Doing business at the base of Picacho Peak for a reported 30-plus years, the Peak Trading Post was a successful purveyor of Indian arts and crafts, blankets, jewelry, and other thematic merchandise. Adorned with the usual Native American emblems, it was also an expo of red-skinned stereotype. Wooden caricatures lined the building's facade: a squaw with her hair in braids and headdress-adorned chiefs with their arms crossed stoically. Totem poles, of course, towered above the entryway, despite their being ridiculously out of place so far from the Pacific Northwest.
Most notorious was the 20-foot, shirtless Indian perched at the shop's corner. Standing sentry over the Peak, the fiberglass brave wore feathers on his head and leather fringe on his pants. With a skyward thrust of his right hand, he greeted approaching customers with a silent "How!" In his other hand, he gripped a hatchet.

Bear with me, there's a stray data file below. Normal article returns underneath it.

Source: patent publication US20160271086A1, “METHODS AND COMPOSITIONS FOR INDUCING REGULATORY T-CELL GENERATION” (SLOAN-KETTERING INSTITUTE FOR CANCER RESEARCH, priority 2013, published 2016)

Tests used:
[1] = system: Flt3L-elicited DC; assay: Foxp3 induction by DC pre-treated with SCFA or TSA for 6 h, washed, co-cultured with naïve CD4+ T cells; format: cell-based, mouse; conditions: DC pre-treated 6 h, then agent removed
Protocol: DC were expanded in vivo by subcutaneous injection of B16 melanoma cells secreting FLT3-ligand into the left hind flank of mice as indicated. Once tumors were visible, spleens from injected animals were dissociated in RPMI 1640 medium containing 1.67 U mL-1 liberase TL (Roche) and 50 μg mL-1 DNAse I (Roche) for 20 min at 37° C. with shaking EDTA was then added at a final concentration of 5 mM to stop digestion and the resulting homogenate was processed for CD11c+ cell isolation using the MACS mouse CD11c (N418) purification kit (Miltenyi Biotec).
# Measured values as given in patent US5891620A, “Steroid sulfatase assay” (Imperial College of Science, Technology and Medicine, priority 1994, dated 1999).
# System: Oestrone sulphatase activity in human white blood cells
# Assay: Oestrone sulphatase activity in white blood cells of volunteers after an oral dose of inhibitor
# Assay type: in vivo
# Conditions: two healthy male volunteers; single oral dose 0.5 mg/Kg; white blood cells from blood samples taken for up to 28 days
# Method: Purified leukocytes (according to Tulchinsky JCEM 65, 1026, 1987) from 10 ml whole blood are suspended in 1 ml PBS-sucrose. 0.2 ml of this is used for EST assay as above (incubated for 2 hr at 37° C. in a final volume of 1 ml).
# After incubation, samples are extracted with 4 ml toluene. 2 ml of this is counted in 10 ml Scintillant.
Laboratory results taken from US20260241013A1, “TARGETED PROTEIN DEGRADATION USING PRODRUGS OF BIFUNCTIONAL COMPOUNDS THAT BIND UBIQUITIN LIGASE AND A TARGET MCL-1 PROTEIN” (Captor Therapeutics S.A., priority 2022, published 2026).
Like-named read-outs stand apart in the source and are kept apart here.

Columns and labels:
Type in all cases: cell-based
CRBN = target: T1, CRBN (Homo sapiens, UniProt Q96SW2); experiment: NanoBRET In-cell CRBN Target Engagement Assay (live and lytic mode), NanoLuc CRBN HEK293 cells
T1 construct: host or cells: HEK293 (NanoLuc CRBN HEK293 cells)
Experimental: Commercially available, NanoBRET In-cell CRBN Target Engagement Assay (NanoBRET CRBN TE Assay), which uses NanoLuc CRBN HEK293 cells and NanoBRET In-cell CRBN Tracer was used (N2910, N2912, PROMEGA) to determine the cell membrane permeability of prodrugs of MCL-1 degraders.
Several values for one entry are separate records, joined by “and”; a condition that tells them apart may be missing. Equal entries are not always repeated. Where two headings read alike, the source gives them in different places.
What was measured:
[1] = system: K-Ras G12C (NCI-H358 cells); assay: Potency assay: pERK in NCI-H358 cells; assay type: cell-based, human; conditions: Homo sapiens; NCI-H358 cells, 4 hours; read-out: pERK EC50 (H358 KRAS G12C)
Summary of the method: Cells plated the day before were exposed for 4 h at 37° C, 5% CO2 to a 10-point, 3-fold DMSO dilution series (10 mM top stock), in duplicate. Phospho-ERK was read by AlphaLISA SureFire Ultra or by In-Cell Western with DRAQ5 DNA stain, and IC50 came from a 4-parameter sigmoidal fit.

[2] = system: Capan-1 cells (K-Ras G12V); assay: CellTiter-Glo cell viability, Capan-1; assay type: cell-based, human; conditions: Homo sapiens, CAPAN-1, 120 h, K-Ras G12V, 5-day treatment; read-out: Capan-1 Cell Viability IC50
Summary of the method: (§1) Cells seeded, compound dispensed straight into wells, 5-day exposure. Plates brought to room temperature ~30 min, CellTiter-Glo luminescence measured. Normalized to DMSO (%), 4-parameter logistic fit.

Yet, like so many of Arizona's trading posts, most of it is now just a memory. The Peak vanished suddenly in a fiery blaze years ago. What started the fire, however, is uncertain. A 70-year-old neighbor, who tried unsuccessfully to extinguish the flames with a garden hose, said she saw a flash of light before it all erupted in a fireball. She had assumed it was lightning, but the sky that night was clear. A former employee, when asked what she thought had been the cause of the fire, responded, "Insurance?"
Today, the trading post looks as it did moments after the smoke cleared. Little remains but ashes and twisted metal.
By some miracle, the wooden figures survived, although they're teetering and charred from the flames. The bare-chested warrior, on the other hand, looks as though he exploded. His oversized appendages lay scattered about. Here, an amputated foot; next to it, a leg melted at the knee; over there, two dismembered hands, blackened and fraying. If the big Indian still had a face, a single tear would be rolling down his cheek.